The trademark drink of Austria’s most powerful brand in the world may soon be banned in a region of Russia, one of the strongest economies in the world.
Moscow newspapers report today (Weds) that the State Duma, the country’s federal parliament, has begun discussing a prohibition of sales of Red Bull and other caffeine-based drinks to minors. Conservative citizens of the Eurasian state reportedly think that energy drinks – which are mostly also rich in sugar – pose as much a threat to order as alcohol.
The debate over whether teenagers should be kept from buying Red Bull and drinks manufactured by the Salzburg-based firm’s rivals comes as lawmakers in Chechnya agreed on totally banning energy drinks.
Rukman Bartiyev, the North Caucasian region’s deputy health minister, announced yesterday: “Energy drinks are comparable to beer.” He added that the drinks posed danger to people’s health.
Chechen health authorities explained that a complete ban of Red Bull and similar products will come into effect soon. International media see the upcoming decree in context with Chechnya’s strict Muslim rules on daily life under which everything considered as “un-Islamic” is prohibited.
Red Bull sold around four billion cans of its established energy drink in the world last year, up from around 3.9 billion units in 2009. At the same time, sales of its organic and conscious lifestyle beverages fail to take off. Simply Cola – a product launched to tackle Coca Cola’s dominance – has reportedly sold less often than expected too.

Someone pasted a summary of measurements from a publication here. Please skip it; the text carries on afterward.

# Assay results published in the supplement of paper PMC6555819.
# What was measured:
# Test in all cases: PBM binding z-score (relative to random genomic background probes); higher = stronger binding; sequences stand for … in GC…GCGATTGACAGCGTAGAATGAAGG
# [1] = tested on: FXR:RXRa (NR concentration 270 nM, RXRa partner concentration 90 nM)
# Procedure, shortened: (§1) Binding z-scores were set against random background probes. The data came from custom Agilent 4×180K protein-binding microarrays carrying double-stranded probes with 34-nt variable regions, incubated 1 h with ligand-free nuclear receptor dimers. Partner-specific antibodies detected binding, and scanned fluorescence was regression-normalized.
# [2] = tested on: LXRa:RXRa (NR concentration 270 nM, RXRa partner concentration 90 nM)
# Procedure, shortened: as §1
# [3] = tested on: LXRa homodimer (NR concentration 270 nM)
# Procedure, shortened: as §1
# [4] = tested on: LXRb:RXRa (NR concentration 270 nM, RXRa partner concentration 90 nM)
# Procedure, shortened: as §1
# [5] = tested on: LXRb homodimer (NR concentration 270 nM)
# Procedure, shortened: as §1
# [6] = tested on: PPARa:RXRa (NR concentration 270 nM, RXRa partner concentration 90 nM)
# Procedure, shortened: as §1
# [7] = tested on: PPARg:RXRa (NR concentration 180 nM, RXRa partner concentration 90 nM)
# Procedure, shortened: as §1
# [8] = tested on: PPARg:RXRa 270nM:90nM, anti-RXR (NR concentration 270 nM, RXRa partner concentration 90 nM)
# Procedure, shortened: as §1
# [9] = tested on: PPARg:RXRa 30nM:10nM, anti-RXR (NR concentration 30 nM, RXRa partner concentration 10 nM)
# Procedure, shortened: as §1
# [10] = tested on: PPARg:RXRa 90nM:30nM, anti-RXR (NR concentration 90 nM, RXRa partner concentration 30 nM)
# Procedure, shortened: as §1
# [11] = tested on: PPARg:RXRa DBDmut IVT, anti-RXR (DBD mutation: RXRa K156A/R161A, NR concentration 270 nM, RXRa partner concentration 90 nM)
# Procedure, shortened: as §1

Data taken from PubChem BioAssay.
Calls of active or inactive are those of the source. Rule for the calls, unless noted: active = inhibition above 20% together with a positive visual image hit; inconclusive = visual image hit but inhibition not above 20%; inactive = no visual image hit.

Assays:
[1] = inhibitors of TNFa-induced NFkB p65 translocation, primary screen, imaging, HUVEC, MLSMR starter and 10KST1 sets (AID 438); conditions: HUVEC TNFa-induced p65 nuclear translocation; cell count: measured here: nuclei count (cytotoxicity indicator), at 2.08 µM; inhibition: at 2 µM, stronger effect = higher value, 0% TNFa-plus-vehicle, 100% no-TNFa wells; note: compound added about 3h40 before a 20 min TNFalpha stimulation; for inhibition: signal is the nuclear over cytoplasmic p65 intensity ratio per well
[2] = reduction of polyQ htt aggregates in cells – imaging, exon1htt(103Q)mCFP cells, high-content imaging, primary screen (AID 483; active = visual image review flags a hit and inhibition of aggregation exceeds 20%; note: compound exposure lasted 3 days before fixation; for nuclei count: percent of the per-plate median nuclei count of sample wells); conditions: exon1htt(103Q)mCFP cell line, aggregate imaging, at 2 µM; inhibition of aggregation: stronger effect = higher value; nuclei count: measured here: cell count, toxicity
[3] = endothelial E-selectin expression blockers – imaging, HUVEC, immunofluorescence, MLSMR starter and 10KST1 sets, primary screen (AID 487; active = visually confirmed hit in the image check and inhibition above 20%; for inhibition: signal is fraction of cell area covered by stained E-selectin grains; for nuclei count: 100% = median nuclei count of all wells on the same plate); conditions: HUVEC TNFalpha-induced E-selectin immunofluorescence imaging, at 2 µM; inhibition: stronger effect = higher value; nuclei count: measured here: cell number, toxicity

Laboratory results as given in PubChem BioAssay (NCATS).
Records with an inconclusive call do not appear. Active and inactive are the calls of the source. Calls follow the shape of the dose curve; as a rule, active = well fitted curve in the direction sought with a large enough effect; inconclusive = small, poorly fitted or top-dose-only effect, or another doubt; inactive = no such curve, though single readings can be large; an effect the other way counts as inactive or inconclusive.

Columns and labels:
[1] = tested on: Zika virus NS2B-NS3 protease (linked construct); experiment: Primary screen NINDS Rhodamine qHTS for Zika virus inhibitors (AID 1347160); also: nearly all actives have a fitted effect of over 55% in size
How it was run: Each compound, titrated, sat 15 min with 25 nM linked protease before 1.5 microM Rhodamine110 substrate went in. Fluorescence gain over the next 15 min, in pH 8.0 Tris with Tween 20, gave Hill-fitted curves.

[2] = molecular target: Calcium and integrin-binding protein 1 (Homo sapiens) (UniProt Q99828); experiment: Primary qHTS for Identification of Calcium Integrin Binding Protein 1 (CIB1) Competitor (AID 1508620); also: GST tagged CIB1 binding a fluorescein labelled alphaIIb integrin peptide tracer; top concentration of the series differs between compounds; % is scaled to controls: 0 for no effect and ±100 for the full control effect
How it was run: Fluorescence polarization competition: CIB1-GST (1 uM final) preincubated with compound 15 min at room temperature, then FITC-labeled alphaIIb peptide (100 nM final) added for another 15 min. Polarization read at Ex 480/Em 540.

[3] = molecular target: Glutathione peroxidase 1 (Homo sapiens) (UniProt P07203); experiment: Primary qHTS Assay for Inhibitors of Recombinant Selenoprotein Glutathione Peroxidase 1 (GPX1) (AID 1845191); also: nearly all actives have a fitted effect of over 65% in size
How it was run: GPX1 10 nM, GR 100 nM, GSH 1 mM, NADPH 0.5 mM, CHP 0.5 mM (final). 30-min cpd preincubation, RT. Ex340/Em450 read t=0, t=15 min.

The firm headed by Austrian billionaire Dietrich Mateschitz announced in 2010 it wanted to set its focus on Africa, Japan, India and Russia in the coming years as far as expansion endeavours were regarded.
Swedish newspapers reported around two years ago that eight of 10 of school nurses working in the Scandinavian country said they were in favour of a nationwide age limit for energy drinks like Red Bull. The school nurses said they observed an increase of cases of headache, chest pains and anxiety attacks experienced by teens after excessively guzzling such beverages.
There is currently no general age limit for the purchase of Red Bull and similar products by other companies in Sweden. However, some of the state’s leading supermarket companies implemented their own limits some years ago.
Erwin Bindreiter, headmaster of a Hauptschule (comprehensive school) in St. Georgen am Walde, Upper Austria, announced in 2009 he decided to ban energy drinks from the school premises. The head teacher told the press parents backed the decision.
“We noticed some students carried an energy drink can throughout the day. They were significantly less focused in class and also fidgety,” Bindreiter explained.
Red Bull has not commented on the news concerning how its bestselling drink is regarded in Chechnya, Sweden and by the board of teachers and committee of parents in St. Georgen am Walde.
The company came top in the latest Eurobrand Austria survey carried out by the European Brand Institute (EBI). The organisation said Red Bull managed to improve its brand value by 11.9 per cent from 2009 to last year to 13.4 billion Euros. This means Red Bull remains the strongest Austrian player in the global economy.